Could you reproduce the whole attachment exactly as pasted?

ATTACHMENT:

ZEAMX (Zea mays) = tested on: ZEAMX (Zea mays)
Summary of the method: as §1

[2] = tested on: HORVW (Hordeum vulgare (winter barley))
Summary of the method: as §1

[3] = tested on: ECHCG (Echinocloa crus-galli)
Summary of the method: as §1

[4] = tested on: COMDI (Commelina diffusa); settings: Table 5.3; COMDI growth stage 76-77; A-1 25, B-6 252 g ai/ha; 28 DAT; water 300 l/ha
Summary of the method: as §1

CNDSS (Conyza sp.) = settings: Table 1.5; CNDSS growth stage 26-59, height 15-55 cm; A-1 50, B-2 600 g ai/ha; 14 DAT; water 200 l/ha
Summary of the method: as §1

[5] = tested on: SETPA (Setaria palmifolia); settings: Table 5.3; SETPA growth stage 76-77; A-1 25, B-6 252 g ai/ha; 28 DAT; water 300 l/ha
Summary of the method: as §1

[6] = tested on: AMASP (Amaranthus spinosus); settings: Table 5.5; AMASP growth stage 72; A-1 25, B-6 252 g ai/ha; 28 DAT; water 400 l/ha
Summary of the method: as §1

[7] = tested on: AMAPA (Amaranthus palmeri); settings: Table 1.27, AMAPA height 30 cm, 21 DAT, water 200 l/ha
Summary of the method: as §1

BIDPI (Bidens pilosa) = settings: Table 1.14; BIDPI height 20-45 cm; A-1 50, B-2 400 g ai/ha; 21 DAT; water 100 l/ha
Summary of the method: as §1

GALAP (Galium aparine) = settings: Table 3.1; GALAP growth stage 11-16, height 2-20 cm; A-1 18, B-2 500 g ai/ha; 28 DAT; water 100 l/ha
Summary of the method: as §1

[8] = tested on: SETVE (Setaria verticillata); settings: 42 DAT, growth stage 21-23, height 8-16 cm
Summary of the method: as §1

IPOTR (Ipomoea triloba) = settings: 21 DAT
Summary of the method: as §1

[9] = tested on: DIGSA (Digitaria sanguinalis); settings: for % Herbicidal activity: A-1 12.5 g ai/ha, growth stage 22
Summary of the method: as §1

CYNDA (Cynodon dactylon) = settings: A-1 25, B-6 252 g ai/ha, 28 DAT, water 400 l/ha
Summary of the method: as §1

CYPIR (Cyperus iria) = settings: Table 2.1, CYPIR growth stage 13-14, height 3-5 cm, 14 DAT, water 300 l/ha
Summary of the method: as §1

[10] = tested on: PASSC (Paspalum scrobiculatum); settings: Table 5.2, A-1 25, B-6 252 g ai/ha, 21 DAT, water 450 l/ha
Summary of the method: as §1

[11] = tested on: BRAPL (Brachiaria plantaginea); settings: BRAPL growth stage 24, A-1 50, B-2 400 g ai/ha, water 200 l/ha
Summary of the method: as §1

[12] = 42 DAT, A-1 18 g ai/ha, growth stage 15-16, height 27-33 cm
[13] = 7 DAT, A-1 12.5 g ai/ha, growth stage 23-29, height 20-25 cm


ZEAMX (Zea mays) = tested on: ZEAMX (Zea mays)
Summary of the method: as §1

[2] = tested on: HORVW (Hordeum vulgare (winter barley))
Summary of the method: as §1

[3] = tested on: ECHCG (Echinocloa crus-galli)
Summary of the method: as §1

[4] = tested on: COMDI (Commelina diffusa); settings: Table 5.3; COMDI growth stage 76-77; A-1 25, B-6 252 g ai/ha; 28 DAT; water 300 l/ha
Summary of the method: as §1

CNDSS (Conyza sp.) = settings: Table 1.5; CNDSS growth stage 26-59, height 15-55 cm; A-1 50, B-2 600 g ai/ha; 14 DAT; water 200 l/ha
Summary of the method: as §1

[5] = tested on: SETPA (Setaria palmifolia); settings: Table 5.3; SETPA growth stage 76-77; A-1 25, B-6 252 g ai/ha; 28 DAT; water 300 l/ha
Summary of the method: as §1

[6] = tested on: AMASP (Amaranthus spinosus); settings: Table 5.5; AMASP growth stage 72; A-1 25, B-6 252 g ai/ha; 28 DAT; water 400 l/ha
Summary of the method: as §1

[7] = tested on: AMAPA (Amaranthus palmeri); settings: Table 1.27, AMAPA height 30 cm, 21 DAT, water 200 l/ha
Summary of the method: as §1

BIDPI (Bidens pilosa) = settings: Table 1.14; BIDPI height 20-45 cm; A-1 50, B-2 400 g ai/ha; 21 DAT; water 100 l/ha
Summary of the method: as §1

GALAP (Galium aparine) = settings: Table 3.1; GALAP growth stage 11-16, height 2-20 cm; A-1 18, B-2 500 g ai/ha; 28 DAT; water 100 l/ha
Summary of the method: as §1

[8] = tested on: SETVE (Setaria verticillata); settings: 42 DAT, growth stage 21-23, height 8-16 cm
Summary of the method: as §1

IPOTR (Ipomoea triloba) = settings: 21 DAT
Summary of the method: as §1

[9] = tested on: DIGSA (Digitaria sanguinalis); settings: for % Herbicidal activity: A-1 12.5 g ai/ha, growth stage 22
Summary of the method: as §1

CYNDA (Cynodon dactylon) = settings: A-1 25, B-6 252 g ai/ha, 28 DAT, water 400 l/ha
Summary of the method: as §1

CYPIR (Cyperus iria) = settings: Table 2.1, CYPIR growth stage 13-14, height 3-5 cm, 14 DAT, water 300 l/ha
Summary of the method: as §1

[10] = tested on: PASSC (Paspalum scrobiculatum); settings: Table 5.2, A-1 25, B-6 252 g ai/ha, 21 DAT, water 450 l/ha
Summary of the method: as §1

[11] = tested on: BRAPL (Brachiaria plantaginea); settings: BRAPL growth stage 24, A-1 50, B-2 400 g ai/ha, water 200 l/ha
Summary of the method: as §1

[12] = 42 DAT, A-1 18 g ai/ha, growth stage 15-16, height 27-33 cm
[13] = 7 DAT, A-1 12.5 g ai/ha, growth stage 23-29, height 20-25 cm